UMU takes a look back on Rob’s Sunday’s With… weekend column as he’s explored “John Carpenter” films such as ‘The Thing’ and ‘They Live’ and offered an answer as to why the visionary director is indeed a horror master.
As the month of May winds down, so does my first month here at UMU. It would be an understatement to say I am enjoying doing this every week; it is an even bigger thrill to have you all enjoy each weekly installment and reach out and converse about them. This month has been dubbed my “Sunday’s With… John Carpenter” month because he is not only my favorite horror, science fiction director but he has also made some of the smartest, thought provoking films in an often stale genre. (Not counting the classic Universal Monsters films, that is.) Mr. Carpenter’s films often take on topics that resonate with society as a whole and he entwines it with his horror, and science fiction approach that always equals a good time.
Thus far I have gone back and reviewed several Carpenter classics including:
The Thing: “The Thing is a science fiction classic plain and simple. It did not open to much success but has since become a cult classic. Why is that? At the root of this film we see characters and how they deal with an overwhelming sense of paranoia. This is a feeling that all of us in some way can relate too. What if the people I am working with or friends with really aren’t who I think they are? Especially in this time of social and political uneasiness the feeling of who can I really trust is a strong sensation for most of us.”
They Live: “The eighties is a decade that is usually debated as either being a good time of excess or as a time of struggle and this film captures that perfectly. They Live takes the middle and lower class questions of “how are we allowing this to happen?” and giving it an extraterrestrial face. The very idea of disguising most of the affluent and upper class as aliens is a brilliant segue to try and explain the uneasiness of the time.”
Prince of Darkness: “Whenever science meets religion we expect the fact vs. faith argument, and this film is no different. We have the devout priest and the secular scientist have a conversation, however it is minor and that is a breath of fresh air as many films concerning this topic have the same played out argument that rarely causes the viewer to think. Prince of darkness merges these two different and often stubborn fields of thought: the evil in the basement is real and powerful, but it is powerful because of scientific reasons.”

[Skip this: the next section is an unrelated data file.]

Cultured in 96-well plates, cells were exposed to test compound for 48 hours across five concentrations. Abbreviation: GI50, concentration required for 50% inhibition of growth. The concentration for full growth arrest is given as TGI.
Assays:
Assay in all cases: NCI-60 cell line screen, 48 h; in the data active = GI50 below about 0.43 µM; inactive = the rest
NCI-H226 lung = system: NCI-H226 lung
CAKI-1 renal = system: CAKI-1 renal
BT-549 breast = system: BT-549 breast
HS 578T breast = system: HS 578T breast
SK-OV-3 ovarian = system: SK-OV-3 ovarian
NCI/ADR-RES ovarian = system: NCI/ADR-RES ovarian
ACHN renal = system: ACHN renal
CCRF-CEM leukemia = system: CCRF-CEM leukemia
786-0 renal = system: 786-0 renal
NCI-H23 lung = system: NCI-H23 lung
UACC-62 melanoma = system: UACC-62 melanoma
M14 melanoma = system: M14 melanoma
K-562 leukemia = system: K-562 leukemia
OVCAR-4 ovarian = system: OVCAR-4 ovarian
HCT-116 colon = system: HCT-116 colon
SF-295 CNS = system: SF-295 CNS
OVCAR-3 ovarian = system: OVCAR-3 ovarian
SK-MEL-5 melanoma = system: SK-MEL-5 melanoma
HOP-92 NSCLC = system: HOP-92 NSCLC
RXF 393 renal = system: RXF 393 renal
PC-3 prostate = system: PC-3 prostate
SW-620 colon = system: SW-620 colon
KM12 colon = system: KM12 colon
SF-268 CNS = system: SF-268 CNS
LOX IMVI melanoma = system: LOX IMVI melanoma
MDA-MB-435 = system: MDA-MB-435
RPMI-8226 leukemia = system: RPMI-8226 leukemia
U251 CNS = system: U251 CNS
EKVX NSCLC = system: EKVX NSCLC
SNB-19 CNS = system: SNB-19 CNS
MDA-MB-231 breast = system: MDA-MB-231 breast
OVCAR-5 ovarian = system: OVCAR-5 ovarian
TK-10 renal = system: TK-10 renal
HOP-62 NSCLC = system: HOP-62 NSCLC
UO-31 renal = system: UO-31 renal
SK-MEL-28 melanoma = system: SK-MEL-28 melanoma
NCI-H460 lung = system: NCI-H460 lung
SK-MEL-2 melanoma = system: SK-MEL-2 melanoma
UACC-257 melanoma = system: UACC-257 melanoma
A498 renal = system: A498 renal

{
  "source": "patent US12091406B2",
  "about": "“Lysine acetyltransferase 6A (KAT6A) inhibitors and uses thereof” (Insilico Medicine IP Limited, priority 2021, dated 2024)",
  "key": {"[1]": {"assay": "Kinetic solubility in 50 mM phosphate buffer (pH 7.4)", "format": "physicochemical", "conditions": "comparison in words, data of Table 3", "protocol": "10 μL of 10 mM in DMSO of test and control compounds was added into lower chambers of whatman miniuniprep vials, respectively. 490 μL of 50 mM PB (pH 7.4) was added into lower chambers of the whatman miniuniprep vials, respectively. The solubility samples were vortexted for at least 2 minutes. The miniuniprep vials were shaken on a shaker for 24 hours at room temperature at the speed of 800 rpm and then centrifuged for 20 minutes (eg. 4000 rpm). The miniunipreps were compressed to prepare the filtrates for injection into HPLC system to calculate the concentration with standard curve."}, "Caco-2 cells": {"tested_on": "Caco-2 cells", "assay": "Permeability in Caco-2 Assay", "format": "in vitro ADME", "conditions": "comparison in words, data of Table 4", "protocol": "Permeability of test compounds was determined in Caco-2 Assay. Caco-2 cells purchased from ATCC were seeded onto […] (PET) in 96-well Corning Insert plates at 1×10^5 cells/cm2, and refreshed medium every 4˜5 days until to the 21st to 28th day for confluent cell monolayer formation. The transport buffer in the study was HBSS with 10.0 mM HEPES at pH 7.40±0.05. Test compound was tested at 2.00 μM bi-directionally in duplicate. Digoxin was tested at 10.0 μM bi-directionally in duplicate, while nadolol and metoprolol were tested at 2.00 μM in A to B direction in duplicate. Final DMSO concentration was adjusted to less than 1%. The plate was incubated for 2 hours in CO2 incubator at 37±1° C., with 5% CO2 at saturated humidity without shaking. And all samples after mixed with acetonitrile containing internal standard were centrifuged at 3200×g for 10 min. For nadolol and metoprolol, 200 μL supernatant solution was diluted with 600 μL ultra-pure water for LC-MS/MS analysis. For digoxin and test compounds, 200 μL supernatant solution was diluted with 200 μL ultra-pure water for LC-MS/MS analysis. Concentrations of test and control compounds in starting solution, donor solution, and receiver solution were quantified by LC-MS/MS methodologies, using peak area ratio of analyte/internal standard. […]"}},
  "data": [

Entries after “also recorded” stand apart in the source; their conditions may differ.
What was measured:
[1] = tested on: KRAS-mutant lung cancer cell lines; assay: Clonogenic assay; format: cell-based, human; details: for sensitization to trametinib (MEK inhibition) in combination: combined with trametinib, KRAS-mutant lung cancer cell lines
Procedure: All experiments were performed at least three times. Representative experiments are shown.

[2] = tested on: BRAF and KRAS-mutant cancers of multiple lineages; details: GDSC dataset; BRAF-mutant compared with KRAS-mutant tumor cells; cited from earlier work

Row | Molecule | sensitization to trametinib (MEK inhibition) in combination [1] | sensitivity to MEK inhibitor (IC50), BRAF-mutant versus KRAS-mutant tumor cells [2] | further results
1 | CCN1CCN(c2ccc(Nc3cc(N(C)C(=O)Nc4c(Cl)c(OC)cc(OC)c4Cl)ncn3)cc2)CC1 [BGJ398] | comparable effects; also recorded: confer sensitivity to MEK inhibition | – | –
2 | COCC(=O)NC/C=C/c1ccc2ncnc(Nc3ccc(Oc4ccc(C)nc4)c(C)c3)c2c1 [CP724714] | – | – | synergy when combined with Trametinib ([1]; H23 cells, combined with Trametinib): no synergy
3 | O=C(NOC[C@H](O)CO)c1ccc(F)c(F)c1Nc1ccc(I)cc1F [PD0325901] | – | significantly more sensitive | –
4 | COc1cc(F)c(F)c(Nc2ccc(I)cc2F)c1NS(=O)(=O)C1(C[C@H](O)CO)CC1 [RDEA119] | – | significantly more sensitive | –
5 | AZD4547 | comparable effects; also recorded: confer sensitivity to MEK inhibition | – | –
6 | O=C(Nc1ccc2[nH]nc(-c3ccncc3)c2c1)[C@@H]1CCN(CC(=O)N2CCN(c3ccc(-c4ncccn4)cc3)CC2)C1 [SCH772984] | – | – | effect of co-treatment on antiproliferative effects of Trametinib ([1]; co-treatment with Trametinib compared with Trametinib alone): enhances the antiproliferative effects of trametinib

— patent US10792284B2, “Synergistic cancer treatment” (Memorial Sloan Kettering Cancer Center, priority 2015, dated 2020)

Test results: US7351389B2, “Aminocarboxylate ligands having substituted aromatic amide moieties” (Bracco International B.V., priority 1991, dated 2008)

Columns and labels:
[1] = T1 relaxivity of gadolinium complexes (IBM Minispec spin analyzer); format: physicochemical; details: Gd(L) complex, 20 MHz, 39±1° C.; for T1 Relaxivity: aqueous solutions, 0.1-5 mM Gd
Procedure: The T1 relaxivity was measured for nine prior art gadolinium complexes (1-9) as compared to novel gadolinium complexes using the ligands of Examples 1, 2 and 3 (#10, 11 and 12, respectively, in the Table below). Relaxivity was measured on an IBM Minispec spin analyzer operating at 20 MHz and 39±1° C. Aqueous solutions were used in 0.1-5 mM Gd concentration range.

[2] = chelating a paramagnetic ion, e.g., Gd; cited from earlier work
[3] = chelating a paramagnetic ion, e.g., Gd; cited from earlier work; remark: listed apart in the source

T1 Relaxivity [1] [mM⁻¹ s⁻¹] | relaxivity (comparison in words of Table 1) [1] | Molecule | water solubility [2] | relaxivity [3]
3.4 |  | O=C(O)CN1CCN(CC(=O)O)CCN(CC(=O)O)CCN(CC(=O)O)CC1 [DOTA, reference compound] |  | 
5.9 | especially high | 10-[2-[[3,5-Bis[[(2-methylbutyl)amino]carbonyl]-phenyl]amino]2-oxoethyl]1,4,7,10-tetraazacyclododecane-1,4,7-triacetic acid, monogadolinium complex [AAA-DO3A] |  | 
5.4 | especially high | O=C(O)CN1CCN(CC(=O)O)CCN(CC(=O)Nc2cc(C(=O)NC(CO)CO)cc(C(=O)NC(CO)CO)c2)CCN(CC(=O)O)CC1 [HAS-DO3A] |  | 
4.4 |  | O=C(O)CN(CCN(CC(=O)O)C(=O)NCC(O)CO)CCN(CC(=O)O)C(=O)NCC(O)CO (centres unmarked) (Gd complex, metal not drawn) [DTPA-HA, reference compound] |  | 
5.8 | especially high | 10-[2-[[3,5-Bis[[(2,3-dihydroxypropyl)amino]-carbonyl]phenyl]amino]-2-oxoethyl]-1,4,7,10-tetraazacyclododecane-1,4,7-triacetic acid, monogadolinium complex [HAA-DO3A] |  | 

Village Of The Damned: “Horror and science fiction films often take an everyday unease or social problem and goes about exploring that topic in a fictional way, and this film attempts to do the same. From the start of the movie, with the unexpected pregnancies, we are smacked in the face with the topic of not only an unexpected pregnancy, but also of the fall out of this discovery.”
Believe me when I say that I have something BIG planned for my May finale so stayed tuned for that this weekend!
I also wanted to take this opportunity to give everyone a little glimpse into the future of these weekly pieces. June brings about the beginning of summer and in celebration of this I am going to take a look into another visionary director’s library of films. As the summer continues on, I will be moving away from the director topic catalogue and delve into some creature features that are all bound by a common theme. (June is also my birthday month. For anyone interested, I’ll accept any and all Kurt Russell memorabilia!)
I would love to get your recommendations as to some flicks you would like to hear me ramble about, so please fill up the comment section with your recommendations and I’ll be sure to take on as many as I can!